In figure two below, the averages of each time are recorded. It is clear to see that auditory reaction time had a lower, or decreased, reaction time than visual reaction time did. The average reaction time for the visual stimulus was 275.35 ms, auditory was 212.43 ms, and average movement time was 393.65 ms. The medians for these respective times were 263, 215, and 443.
The standard deviations for the three average times, respectively again, were as follows; 29.04, 25.19, and 62.93. The standard deviations for reaction times here are reasonable considering the scale of data, though the standard deviation for movement time was significantly larger considering the scale, and indicates much more disparity in the data recorded than that of the reaction times. Refer to Figure one below for a synopsis of this data. The independent variable in this experiment is the stimulus, and the dependent variable is the reaction time/movement time.
VRT ART MT
Mean 275.35 212.43 393.65
Median 263 215 443
Standard Deviation 29.04 25.19 62.93
Additionally, the relationship between auditory reaction time and movement time is visualized below in figure 3. The correlation for this relationship is .157, which is defined as the two variables being independent of each other, which is clearly illustrated in the scatter plot in figure 3. There is no detectable relationship between reaction time and movement time, and a correlation of .157 proves this.
The data from this experiment refutes the original hypothesis that visual reaction time is faster than auditory reaction time, and instead proves that the opposite is true. There was an over 60 ms difference between auditory and visual reaction time, which proves with some significance that auditory is definitively faster. Additionally, it refutes the second hypothesis that there is an interdependence at play between reaction time and movement time. The small correlation coefficient (.157) proves this, and the lack of dependence is further illustrated in the scatter plot.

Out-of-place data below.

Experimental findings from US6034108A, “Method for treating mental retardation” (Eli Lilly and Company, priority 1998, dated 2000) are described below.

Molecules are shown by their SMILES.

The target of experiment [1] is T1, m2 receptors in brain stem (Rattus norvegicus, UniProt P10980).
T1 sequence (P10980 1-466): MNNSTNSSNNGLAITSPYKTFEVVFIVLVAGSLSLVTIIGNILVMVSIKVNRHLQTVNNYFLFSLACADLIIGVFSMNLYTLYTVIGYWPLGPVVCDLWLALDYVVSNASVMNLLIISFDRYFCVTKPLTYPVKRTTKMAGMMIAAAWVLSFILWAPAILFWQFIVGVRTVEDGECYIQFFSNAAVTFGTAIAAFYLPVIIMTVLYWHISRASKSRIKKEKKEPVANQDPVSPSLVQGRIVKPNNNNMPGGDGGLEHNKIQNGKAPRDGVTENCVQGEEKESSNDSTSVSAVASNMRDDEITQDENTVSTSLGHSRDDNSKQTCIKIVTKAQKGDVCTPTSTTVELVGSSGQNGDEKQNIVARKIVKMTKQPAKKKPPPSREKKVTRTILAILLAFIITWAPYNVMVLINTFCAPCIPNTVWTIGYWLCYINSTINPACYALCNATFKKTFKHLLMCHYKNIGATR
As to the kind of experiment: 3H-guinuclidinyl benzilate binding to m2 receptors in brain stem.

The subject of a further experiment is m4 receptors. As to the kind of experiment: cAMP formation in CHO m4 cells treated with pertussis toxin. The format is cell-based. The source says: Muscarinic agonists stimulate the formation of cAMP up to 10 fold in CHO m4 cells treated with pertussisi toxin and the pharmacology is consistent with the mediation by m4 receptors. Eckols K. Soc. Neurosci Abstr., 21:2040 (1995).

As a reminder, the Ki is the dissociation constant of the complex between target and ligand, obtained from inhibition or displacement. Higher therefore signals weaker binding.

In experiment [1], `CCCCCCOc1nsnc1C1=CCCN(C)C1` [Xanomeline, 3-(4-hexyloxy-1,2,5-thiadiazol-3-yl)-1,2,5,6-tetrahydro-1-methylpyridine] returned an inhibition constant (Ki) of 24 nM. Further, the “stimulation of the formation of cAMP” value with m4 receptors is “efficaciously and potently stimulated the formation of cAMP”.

The answer to the question of why these things are true lies in the anatomy of the brain. The visual cortex is located in the occipital lobe of the brain, while the auditory cortex lies in the temporal lobe of the brain. Because it takes auditory stimuli less time to reach the auditory cortex than it takes visual stimuli to reach the visual cortex, the reaction time of auditory stimuli is faster1. The lack of correlation between auditory reaction time and movement time can be attributed to each individual and their ability to make fast and accurate movements while also in the presence of uncertainty, both applications of Fitts’ and Hick’s Laws2.
Overall, understanding reaction time and movement time is critical to our everyday lives, and knowing that auditory reaction time is faster than visual reaction time is equally important too. For example, if one knows that his/her auditory reaction time is much faster than their visual reaction time, they might keep the radios in their cars at a lower volume, or try to keep out more distractions, because the split second head start they might have on initiating a response/movement time in the event of a dangerous road hazard or accident, could just be enough to save their lives. Having this knowledge in day to day activities might encourage us to minimize auditory distractions when important tasks are at hand.